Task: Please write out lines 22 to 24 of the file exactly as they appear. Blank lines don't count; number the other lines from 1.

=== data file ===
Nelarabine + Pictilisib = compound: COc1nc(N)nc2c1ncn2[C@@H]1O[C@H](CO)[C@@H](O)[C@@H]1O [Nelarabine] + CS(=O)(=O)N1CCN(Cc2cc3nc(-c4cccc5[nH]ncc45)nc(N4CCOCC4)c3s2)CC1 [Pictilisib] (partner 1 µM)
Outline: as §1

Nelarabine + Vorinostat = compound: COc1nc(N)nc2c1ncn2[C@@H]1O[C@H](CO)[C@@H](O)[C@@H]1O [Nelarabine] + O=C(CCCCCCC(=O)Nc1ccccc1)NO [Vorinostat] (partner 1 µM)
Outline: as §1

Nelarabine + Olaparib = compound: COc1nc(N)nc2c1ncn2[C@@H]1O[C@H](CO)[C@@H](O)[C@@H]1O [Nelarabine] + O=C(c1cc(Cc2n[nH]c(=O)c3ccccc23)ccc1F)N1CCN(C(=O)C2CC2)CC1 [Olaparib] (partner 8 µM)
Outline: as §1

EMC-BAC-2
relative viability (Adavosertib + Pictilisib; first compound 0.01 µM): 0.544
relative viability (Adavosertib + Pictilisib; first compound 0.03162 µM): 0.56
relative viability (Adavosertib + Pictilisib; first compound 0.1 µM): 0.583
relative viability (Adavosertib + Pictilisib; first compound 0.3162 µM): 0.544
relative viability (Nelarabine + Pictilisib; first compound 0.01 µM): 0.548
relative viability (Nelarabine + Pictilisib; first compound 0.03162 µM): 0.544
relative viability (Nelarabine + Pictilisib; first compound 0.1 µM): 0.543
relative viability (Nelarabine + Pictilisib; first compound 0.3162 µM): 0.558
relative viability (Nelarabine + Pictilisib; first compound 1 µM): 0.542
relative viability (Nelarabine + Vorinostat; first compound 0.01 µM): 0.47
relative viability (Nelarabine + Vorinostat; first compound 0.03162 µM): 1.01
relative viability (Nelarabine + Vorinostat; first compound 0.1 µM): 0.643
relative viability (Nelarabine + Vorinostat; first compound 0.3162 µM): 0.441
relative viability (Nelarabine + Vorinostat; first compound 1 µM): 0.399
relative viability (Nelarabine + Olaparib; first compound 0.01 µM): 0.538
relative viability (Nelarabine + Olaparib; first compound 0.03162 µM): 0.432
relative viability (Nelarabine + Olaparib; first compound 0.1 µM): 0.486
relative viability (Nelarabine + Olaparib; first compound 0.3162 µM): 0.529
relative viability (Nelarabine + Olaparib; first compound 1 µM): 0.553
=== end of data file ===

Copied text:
relative viability (Nelarabine + Olaparib; first compound 0.01 µM): 0.538
relative viability (Nelarabine + Olaparib; first compound 0.03162 µM): 0.432
relative viability (Nelarabine + Olaparib; first compound 0.1 µM): 0.486